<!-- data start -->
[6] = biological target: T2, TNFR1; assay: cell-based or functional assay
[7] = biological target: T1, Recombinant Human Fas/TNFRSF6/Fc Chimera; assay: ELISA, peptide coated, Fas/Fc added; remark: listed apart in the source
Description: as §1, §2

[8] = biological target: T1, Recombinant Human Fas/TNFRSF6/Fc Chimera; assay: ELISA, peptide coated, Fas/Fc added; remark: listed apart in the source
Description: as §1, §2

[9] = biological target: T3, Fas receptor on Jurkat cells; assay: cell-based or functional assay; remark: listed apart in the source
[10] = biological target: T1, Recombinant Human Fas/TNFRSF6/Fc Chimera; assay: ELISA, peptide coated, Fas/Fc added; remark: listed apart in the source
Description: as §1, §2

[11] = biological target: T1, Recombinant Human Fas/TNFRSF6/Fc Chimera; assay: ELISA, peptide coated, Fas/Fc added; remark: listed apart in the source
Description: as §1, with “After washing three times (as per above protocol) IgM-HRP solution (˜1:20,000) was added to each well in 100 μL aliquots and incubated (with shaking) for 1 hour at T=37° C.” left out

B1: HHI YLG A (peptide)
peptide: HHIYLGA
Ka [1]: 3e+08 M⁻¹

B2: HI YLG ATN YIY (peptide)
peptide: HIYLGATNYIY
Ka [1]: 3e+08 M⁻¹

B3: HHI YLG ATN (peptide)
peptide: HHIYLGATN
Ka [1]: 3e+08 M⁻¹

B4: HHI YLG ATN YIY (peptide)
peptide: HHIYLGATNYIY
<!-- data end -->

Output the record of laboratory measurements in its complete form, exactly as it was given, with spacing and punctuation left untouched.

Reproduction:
[6] = biological target: T2, TNFR1; assay: cell-based or functional assay
[7] = biological target: T1, Recombinant Human Fas/TNFRSF6/Fc Chimera; assay: ELISA, peptide coated, Fas/Fc added; remark: listed apart in the source
Description: as §1, §2

[8] = biological target: T1, Recombinant Human Fas/TNFRSF6/Fc Chimera; assay: ELISA, peptide coated, Fas/Fc added; remark: listed apart in the source
Description: as §1, §2

[9] = biological target: T3, Fas receptor on Jurkat cells; assay: cell-based or functional assay; remark: listed apart in the source
[10] = biological target: T1, Recombinant Human Fas/TNFRSF6/Fc Chimera; assay: ELISA, peptide coated, Fas/Fc added; remark: listed apart in the source
Description: as §1, §2

[11] = biological target: T1, Recombinant Human Fas/TNFRSF6/Fc Chimera; assay: ELISA, peptide coated, Fas/Fc added; remark: listed apart in the source
Description: as §1, with “After washing three times (as per above protocol) IgM-HRP solution (˜1:20,000) was added to each well in 100 μL aliquots and incubated (with shaking) for 1 hour at T=37° C.” left out

B1: HHI YLG A (peptide)
peptide: HHIYLGA
Ka [1]: 3e+08 M⁻¹

B2: HI YLG ATN YIY (peptide)
peptide: HIYLGATNYIY
Ka [1]: 3e+08 M⁻¹

B3: HHI YLG ATN (peptide)
peptide: HHIYLGATN
Ka [1]: 3e+08 M⁻¹

B4: HHI YLG ATN YIY (peptide)
peptide: HHIYLGATNYIY